Definition and causes
II: Tendon Sheath
The tendon sheath surrounds certain long
tendons and facilitates the smooth transfer of
the tendon along the skeletal bones.
The tendons are the structures that connect the muscles to the bones. The tendons are strong, flexible but inelastic. Tendons around arms and legs might be long and are used by the muscles as a roping device to move the limbs. The tendons running along the hand and feet joints are surrounded by a sheath which protect the tendon against the underlying bone and which is lined with a mucous membrane which allows the tendon to move smoothly along the bones.
The sheath lining might be aggravated causing inflammation and this condition is called tenovaginitis, but there is no infection with bacteria involved. Other tendons in the body are also covered by sheath but without the mucous membrane and also here inflammation might arise which is called tenosynovitis. Inflammation in the tendon itself is tendinitis
. (see: Tendinitis
When tendon sheath, or its lining, is aggravated and becomes inflamed and swelling will occur. This limits the space for the tendon and its function is reduced. If this condition continues for too long the sheath may form scar tissue and shrink resulting in permanent reduction of the tendon’s function.
Some diseases, such as arthritis
and Bechterews disease
, increase the risk of tenovaginitis, tenosynovitis and tendinitis
. Some people may be hereditary predisposed to tendon disorders.
Symptoms of Tenosynovitis and Tenovaginitis
The symptoms appear as:
Pain which is present at rest, but sharply exacerbated by the use of the tendon.
Narrowing of the tendon sheath. If the condition affects the sheath of one of the tendons that bends a finger the patient might experience that the tendon suddenly gives way when stretching the finger. This is called a trigger finger and arises because the tendon gets stuck in the narrowed passage and then suddenly releases and the finger stretches with a snap.
Tenderness when pressing or squeezing the tendon.
Swelling around the tendon.
Crackling sounds may be heard, after the condition has healed caused by scar tissue in the tendon sheath.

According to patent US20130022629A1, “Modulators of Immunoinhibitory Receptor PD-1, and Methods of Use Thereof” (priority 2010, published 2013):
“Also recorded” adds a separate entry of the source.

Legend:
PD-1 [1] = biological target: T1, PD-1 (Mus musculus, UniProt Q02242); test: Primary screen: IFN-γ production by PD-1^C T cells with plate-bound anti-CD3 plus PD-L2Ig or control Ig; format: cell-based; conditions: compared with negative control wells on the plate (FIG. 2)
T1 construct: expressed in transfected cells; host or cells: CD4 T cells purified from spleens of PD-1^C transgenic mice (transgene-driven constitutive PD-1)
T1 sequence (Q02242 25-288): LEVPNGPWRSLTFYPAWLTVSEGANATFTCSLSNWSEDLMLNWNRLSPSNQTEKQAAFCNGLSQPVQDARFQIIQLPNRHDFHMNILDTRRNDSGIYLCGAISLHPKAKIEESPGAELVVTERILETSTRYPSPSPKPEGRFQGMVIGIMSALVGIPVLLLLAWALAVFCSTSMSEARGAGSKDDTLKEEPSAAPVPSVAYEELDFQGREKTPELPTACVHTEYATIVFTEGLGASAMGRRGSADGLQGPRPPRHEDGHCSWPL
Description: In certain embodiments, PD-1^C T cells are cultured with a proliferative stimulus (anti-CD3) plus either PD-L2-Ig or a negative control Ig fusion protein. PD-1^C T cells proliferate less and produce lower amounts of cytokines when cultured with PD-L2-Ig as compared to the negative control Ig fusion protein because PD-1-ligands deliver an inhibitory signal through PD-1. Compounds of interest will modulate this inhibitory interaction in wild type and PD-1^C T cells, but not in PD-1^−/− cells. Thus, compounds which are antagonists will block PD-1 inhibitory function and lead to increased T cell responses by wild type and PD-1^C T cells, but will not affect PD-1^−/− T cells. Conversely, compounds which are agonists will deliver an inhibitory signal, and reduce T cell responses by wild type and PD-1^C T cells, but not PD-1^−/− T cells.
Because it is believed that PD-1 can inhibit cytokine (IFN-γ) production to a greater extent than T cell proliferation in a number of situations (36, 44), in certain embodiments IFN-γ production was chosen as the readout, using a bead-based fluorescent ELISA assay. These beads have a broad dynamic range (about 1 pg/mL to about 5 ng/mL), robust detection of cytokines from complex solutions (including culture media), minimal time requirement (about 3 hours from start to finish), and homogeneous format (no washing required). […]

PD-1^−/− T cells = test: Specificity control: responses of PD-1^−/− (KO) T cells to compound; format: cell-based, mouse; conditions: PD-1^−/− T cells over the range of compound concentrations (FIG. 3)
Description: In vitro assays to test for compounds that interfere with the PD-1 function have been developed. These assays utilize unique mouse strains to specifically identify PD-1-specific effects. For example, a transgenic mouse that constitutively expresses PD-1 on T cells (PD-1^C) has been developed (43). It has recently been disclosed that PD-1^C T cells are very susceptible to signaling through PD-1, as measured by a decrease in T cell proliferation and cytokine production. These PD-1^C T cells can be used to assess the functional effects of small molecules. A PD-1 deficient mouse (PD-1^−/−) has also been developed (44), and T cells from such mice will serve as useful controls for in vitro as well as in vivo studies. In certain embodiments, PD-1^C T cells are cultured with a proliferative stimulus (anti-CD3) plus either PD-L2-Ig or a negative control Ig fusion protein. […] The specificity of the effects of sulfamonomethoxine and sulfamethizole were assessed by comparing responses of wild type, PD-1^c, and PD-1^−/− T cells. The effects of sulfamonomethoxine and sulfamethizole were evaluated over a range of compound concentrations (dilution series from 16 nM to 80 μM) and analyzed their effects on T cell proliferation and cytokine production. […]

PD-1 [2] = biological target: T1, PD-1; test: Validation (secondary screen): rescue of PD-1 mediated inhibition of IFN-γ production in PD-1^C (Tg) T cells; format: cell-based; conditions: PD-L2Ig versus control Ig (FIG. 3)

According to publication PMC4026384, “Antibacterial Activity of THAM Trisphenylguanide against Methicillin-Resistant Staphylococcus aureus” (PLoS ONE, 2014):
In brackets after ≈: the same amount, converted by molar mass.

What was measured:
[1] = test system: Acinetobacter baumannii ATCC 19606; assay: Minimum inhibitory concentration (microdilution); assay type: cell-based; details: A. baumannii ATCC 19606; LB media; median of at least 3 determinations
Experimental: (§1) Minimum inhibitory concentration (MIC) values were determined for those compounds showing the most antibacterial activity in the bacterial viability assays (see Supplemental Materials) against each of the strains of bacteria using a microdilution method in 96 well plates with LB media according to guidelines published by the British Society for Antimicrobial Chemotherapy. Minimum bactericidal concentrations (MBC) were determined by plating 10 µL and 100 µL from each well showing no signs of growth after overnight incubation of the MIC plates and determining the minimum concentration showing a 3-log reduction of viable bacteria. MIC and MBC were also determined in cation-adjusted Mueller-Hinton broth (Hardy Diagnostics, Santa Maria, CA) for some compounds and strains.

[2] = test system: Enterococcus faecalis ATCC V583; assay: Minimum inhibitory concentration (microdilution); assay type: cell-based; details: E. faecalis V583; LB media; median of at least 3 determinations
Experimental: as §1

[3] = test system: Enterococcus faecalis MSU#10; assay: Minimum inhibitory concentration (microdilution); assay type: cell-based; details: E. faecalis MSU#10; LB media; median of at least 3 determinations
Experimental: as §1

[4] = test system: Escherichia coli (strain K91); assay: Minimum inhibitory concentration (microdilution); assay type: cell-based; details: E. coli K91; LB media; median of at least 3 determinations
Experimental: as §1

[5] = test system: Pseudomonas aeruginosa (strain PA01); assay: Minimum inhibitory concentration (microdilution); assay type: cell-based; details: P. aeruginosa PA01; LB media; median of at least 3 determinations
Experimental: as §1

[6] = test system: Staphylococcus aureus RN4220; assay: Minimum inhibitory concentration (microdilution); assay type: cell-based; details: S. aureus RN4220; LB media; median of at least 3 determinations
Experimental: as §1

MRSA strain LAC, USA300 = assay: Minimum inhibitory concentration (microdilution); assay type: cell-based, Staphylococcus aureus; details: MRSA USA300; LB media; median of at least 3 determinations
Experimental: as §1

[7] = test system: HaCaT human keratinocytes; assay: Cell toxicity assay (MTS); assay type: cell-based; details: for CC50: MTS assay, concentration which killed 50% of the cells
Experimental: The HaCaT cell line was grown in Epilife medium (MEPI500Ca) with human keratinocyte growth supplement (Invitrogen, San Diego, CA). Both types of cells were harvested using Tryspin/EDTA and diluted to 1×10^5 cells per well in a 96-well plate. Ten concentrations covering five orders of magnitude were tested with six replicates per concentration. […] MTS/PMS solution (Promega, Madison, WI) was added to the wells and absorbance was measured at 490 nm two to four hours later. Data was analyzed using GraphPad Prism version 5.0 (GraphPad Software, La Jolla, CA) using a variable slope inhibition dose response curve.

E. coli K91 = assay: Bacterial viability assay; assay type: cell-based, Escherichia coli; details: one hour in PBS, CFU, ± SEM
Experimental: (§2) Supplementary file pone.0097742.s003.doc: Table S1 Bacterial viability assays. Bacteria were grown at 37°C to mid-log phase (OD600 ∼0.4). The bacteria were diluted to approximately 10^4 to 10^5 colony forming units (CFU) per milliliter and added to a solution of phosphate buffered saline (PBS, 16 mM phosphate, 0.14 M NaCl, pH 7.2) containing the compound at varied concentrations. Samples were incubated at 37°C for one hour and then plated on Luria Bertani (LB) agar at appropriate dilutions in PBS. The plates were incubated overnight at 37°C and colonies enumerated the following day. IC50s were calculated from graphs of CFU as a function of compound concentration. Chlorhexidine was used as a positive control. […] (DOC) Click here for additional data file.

Precautions and diagnosis of Tenosynovitis and Tenovaginitis
If there is pain when using the muscles and tendons of the hand or ankle joints, it is important to give the tendons rest to heal before resuming the activity which caused the pain. If pain and swelling arises during rest a doctor should be contacted. The diagnosis is made by the physician based on nature of the condition and the typical symptoms. In some cases it might be necessary to perform an ultrasound scan of the affected area.
Treatment of Tenosynovitis and Tenovaginitis
Treatment consists of complete rest and possibly applying a splint to support the tendon. Non-steroidal anti-inflammatory drugs (NAID’s), also used for arthritis
patients, may be prescribed by the doctor to relieve pain and swelling. In severe cases, or if the NAID treatment is ineffective, the treatment might be the injection of adrenal cortical hormones (steroid) into the tissues around the tendon. If there is scar tissue which obstructs the tendon mobility surgery might be necessary to make room for the tendon to move freely.
Outlook and complications of Tenosynovitis and Tenovaginitis
The vast majority of cases will subside and disappear by giving the tendon complete rest. However, there is great risk that the condition flares up with the resumption of the same movement patterns which caused the injury.
If untreated the condition may lead to the tendon becoming permanently shortened, resulting in a reduced function as for example in a finger. If swelling becomes too great there might be symptoms of compression in the cavities where the tendons and nerves run to the hand and the feet. (See: Carpal tunnel syndrome
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